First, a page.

Airbus is close to completing the first prototype of the A330-800neo, the smaller capacity and longer range version of the twin-jets family derived from the A330ceo. The aircraft has already received the Rolls-Royce Trent 7000 engines, as shown in the image above, and should take off for the first time “soon,” the company told Flight Global.
Substitute for the successful A330-200, the new airplane, however, has not attracted buyers. And whoever ordered it gave up on rival Boeing 787. Hawaiian and TransAsia, the first customers of the jet, turned back, leaving the A330-800neo without any sale.
In July, during the Farnborough Air Show, Uganda Airlines signed an agreement to buy two planes but so far the deal has not been completed. Last week, it was Kuwait Airways‘s turn to announce another agreement to purchase eight units of the A330-800neo, but once again Airbus has not yet been able to complete the negotiation and the aircraft is still with no customers so far.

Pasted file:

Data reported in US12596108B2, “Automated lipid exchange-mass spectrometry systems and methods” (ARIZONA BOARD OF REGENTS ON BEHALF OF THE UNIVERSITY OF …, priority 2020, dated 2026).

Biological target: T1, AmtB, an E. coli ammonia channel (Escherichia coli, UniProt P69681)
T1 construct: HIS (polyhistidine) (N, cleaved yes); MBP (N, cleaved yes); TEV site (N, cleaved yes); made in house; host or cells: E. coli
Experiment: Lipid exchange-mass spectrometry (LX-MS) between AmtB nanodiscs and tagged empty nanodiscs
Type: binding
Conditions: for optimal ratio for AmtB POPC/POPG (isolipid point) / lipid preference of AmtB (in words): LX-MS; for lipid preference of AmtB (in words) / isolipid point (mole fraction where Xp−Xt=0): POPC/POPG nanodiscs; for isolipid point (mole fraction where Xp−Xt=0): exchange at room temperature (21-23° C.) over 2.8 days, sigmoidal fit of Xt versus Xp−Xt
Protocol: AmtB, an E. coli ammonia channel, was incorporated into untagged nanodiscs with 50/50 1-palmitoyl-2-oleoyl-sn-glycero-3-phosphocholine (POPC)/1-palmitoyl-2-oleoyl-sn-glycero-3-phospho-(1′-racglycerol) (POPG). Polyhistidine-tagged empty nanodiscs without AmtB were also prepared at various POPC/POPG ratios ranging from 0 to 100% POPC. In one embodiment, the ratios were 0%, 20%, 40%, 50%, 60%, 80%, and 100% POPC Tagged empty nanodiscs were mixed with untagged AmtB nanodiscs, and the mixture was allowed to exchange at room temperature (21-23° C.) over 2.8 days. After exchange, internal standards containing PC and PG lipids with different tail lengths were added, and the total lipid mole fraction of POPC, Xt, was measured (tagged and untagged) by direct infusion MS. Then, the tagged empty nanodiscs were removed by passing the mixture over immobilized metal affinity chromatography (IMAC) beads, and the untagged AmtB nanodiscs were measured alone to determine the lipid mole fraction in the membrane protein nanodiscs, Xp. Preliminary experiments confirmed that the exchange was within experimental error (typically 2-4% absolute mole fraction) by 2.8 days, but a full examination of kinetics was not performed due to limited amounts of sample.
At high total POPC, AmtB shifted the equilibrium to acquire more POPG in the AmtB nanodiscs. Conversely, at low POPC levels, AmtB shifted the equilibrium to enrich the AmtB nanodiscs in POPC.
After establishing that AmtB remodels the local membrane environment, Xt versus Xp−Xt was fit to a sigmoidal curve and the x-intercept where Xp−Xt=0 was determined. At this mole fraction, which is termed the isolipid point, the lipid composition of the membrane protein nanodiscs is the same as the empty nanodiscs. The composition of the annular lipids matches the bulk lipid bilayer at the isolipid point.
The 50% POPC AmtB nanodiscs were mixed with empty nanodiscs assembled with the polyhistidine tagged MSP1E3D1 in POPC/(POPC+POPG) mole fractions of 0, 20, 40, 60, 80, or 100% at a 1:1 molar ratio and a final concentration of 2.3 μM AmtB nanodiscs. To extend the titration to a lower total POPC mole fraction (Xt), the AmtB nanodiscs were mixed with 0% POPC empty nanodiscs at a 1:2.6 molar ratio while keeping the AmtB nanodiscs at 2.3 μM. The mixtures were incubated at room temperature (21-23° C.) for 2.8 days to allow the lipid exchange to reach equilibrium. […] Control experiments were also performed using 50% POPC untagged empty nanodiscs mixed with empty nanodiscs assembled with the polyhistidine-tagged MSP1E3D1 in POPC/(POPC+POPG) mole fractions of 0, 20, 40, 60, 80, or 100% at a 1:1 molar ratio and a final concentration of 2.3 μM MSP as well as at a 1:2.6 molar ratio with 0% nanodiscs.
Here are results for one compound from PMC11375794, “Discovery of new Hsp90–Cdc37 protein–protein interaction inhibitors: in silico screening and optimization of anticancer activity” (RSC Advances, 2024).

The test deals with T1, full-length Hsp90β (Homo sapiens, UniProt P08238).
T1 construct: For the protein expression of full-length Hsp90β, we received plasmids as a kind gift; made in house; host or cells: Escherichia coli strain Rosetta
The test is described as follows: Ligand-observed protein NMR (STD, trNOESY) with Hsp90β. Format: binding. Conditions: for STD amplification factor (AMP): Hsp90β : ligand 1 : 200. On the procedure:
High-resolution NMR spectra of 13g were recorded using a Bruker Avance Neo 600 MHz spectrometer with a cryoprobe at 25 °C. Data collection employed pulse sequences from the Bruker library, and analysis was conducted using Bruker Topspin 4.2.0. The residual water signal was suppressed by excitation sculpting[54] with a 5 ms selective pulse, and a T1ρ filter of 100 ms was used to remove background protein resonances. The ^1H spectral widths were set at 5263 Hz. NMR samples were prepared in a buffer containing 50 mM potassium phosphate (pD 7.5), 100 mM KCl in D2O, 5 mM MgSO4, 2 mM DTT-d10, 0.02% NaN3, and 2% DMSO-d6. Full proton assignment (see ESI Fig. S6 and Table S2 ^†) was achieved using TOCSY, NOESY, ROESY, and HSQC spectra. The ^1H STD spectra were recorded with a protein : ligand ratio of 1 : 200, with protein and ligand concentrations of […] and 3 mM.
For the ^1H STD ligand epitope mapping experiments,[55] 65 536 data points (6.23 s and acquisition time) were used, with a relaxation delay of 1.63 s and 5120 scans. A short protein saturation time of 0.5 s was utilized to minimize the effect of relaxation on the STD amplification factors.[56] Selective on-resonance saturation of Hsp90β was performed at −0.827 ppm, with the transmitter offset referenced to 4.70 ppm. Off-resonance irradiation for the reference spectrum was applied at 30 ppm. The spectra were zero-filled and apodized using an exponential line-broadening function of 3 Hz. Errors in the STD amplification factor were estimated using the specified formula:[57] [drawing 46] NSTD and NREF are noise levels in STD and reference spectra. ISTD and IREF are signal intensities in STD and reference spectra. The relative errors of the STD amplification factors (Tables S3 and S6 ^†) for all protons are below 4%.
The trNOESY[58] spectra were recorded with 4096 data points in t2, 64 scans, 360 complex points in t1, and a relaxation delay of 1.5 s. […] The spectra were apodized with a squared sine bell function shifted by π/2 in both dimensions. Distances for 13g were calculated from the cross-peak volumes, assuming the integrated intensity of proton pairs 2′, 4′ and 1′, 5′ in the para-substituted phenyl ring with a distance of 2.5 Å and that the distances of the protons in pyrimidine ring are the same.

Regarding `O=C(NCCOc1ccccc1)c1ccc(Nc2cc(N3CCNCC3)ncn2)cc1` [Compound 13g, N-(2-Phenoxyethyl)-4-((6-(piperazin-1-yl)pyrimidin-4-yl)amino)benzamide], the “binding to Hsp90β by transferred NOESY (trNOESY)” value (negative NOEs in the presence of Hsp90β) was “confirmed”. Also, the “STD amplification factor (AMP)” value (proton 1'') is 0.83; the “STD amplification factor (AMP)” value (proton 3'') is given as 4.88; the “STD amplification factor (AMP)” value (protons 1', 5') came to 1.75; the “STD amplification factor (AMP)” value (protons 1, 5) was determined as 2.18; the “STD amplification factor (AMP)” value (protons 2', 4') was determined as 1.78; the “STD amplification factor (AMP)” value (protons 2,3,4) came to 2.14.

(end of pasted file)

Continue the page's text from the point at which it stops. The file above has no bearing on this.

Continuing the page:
No advantage to the A330-900neo
The situation contrasts with its “big brother,” the A330-900neo, which already has 224 orders and will be in service by the end of the year by the Portuguese airline TAP.
Why is the A330-800neo not interested in any airline or leasing company? According to the website Leeham News, the reason would be in the small advantage that the airplane has in relation to the 900 version.
Successors to the A330-200 and A330-300, the A330-800neo and the A330-900neo are designed to be more economical and offer wider range. But while the 800neo can fly for 7,800 nautical miles compared to 6,400 nm from the A330-200, the A330-900neo is capable of covering distances of 7,000 nm, 1,400 nm more than the A330-300.
This means that the A330-200’s advantage over the A330-300 (range) is no longer as significant between the A330-800 and the A330-900 which, like its predecessor, carries more passengers and has a cost per seat smaller.
For Leeham News, the A330-800neo “is for those airlines that need the range (up to 7,800 nm in 251t variant) and that fly the type until it’s time for the scrap-yard.”